March 6, 2017
Following through on a promise to bring together millennials from area parishes to get acquainted and encourage young adult ministry, St. Mary of the Lakes, Medford, hosted a brunch Feb. 25.
“The brunch was an effort to bring area parish young adults into one venue to discuss basically two things: what they would like to see in young adult ministry and how they will proceed to get it done,” said Father Daniel Swift, parish pastor.
The afternoon of food, fellowship and brainstorming was the direct result of the Parish Catalyst conference Father Swift and parish ministers attended last fall in California on the topic of millennial discipleship. Parish Catalyst is a nonprofit organization based in Los Angeles that aims to build vibrant parishes through research and peer collaboration.
The brunch, which was prepared by the parish’s young adult ministry, was held in St. Mary’s Emmaus center. An invite was sent to nearby Cohort parishes and faith communities. In addition to the parish’s young adults, millennials from Our Lady of Good Counsel Parish, Moorestown, attended as well as those from the neighboring Orthodox Church of the Holy Cross, Medford, and Fellowship Community Church, Mount Laurel.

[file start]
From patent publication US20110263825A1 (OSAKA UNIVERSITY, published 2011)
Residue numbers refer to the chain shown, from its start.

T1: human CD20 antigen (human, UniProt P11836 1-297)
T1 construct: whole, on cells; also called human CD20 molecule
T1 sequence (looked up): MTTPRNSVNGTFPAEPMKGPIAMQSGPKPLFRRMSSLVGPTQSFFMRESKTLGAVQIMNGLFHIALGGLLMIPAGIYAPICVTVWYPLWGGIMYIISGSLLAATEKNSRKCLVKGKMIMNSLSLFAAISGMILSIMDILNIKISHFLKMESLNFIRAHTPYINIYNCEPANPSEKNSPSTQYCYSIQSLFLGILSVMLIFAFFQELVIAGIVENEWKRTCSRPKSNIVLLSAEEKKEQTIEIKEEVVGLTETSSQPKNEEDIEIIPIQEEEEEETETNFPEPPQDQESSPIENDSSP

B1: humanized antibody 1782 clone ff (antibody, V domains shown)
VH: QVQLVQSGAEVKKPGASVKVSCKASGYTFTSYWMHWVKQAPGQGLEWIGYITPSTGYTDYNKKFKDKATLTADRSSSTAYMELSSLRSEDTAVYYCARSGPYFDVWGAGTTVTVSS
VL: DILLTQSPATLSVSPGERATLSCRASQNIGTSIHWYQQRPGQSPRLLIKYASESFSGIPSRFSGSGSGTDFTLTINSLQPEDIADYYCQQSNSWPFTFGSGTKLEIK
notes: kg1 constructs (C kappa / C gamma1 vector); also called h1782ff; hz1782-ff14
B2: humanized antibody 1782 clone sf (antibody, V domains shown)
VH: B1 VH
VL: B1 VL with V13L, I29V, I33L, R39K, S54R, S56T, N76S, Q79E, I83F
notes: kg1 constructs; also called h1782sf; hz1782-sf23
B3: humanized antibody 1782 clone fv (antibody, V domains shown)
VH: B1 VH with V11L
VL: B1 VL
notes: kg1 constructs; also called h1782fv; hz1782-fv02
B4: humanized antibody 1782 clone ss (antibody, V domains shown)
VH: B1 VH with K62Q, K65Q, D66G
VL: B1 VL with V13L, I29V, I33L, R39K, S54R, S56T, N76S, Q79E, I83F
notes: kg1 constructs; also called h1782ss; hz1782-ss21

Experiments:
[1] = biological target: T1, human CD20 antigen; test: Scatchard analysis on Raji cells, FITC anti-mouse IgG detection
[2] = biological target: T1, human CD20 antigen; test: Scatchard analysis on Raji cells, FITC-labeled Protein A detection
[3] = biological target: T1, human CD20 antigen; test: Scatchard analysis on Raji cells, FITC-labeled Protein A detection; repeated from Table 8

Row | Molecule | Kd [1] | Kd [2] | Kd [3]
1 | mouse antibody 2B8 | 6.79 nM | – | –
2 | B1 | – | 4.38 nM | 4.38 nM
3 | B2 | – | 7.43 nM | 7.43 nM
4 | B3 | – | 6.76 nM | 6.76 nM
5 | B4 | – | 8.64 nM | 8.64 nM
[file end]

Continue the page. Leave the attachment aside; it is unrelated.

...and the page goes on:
Sean Bell – who leads the parish’s young adult ministry with his wife, Mary, both of whom also traveled to Parish Catalyst – said those who attended discussed what young adults are looking for and what will attract them to get involved.
“Young adults like to be social, so a number of different social activities were mentioned,” he said. “Social events are inviting and fun, which can certainly help get more young adults to join us.”
He said communication was another main point that was discussed, especially at a time when younger people are inundated with multiple ways to communicate.
“In many ways we [young adults] are not very good at communicating,” Bell said. “One thing a few people talked about was extending personal invitations. Face-to-face connections go a long way and are the best way to get to know someone. They are also a lot harder to ignore than email, text, fliers and bulletin ads.”
Correspondent Georgiana Francisco contributed to this report.